(coauthored with David Novitzky)

Marketers use a wealth of consumer data for digital media buying, audience insights, targeting, measurement, and personalization. Unfortunately, this data dependency has put them in a precarious situation: The once abundant pool of consumer data is drying up thanks to privacy regulations, browser protections, and walled gardens’ unwillingness to share data outside their ecosystems. Marketers’ access to data is being impeded as:

  • Browsers block third-party cookies in the name of user privacy. Major browsers have taken consumer privacy into their own hands — Firefox, Brave, Edge, and Safari already block third-party cookies by default, and Google’s latest announcement of phasing out third-party cookies has caused a wave of concern among marketers. Marketers and adtech vendors are both investigating how to adjust targeting, measurement, and planning strategies to reduce reliance on third-party cookies.
  • Privacy regulations let consumers control how data is used. Privacy regulations give consumers more control over their data. Californians and Europeans have the right to request that a company delete their personal information under the CCPA and GDPR, respectively. Consumers can now remove themselves from your marketing lists if they no longer want to interact with you, so marketers must rethink their audience-driven marketing strategies.
  • Walled gardens limit data access and extraction. Facebook, Google, and other walled gardens restrict an advertiser’s ability to access and extract data, which limits the advertiser’s insights into media performance and audience creation for digital advertising, targeting, and personalization. They’re adjusting to data limitations by leveraging walled-garden “clean rooms” for measurement, insights, and targeting, which returns data at an abstracted, rather than user, level.

Marketers must adjust their processes to the rapidly changing data landscape to avoid hefty fines — or, worse, alienating consumers through careless data use. For starters, we recommend the following:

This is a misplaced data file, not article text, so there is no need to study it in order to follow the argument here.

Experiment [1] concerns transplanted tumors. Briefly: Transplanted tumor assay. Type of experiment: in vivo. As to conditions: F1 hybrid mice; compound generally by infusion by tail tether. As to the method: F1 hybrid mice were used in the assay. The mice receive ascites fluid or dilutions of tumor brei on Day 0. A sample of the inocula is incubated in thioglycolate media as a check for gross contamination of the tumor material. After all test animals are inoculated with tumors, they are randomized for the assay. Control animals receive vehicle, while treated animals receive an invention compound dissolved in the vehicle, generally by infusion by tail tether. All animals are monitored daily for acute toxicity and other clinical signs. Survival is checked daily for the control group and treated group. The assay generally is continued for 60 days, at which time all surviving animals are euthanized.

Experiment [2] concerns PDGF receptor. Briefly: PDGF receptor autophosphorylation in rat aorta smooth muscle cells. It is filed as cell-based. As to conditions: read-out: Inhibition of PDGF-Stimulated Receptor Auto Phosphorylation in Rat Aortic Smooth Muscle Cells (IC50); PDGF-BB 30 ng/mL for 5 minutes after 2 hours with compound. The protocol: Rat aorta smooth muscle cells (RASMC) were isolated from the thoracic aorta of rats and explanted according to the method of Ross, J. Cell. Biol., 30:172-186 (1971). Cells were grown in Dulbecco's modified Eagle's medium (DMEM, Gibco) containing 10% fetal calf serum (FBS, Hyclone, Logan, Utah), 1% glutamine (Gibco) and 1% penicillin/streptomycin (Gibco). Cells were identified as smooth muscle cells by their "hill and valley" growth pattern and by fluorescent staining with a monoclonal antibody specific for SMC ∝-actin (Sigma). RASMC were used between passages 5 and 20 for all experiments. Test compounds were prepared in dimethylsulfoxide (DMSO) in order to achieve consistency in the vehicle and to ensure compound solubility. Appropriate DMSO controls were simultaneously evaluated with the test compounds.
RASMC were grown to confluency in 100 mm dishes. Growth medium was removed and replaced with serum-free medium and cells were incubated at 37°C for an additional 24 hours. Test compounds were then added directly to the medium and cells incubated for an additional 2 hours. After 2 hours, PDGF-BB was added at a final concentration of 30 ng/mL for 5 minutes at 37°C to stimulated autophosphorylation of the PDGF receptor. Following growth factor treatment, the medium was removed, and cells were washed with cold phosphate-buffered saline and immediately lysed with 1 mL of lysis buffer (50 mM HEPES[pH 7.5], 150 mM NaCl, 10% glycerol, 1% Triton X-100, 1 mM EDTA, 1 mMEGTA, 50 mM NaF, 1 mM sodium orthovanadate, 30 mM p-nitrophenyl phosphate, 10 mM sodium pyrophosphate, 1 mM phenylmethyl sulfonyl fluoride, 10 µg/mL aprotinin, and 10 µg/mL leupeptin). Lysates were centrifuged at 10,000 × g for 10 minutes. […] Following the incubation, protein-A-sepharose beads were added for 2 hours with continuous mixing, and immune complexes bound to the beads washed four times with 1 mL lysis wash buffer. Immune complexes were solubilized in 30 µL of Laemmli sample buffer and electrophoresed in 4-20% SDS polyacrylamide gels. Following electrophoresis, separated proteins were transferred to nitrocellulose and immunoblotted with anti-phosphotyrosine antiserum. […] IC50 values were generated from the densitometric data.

• If you’re working with a digital attribution provider that uses third-party cookies, ask how they are responding to the deprecation of the third-party cookie. Ask for their product roadmap to determine if they are developing an approach to cookieless measurement.
  • If you use a data management platform (DMP), look for an alternative source of data within the provider’s ecosystem, such as second-party data, that doesn’t leverage third-party cookies for data collection. If you want to activate DMP-based audiences, ensure that your buying platform vendors have also thought their way out of a cookie black hole. And start testing contextual advertising to determine its impact on your advertising ROI.
  • Find partners that have measurement and data access certification with walled gardens. For example, a handful of measurement vendors have a marketing mix measurement certification with Facebook, which grants them access to granular performance data they can leverage in their measurement models.
  • Boost your brand’s clout and media spend with the walled gardens as a negotiating lever for access to data for measurement and insights.

This is an evolving issue — the complexity and the potential solutions are changing, too. Check out our video blog and attend our webinar, The Future Of The Third-Party Cookie, to hear our advertising, measurement, and privacy experts discuss and answer questions surrounding Google’s third-party cookie announcement. And be on the lookout for more research and guidance from Forrester on all these topics.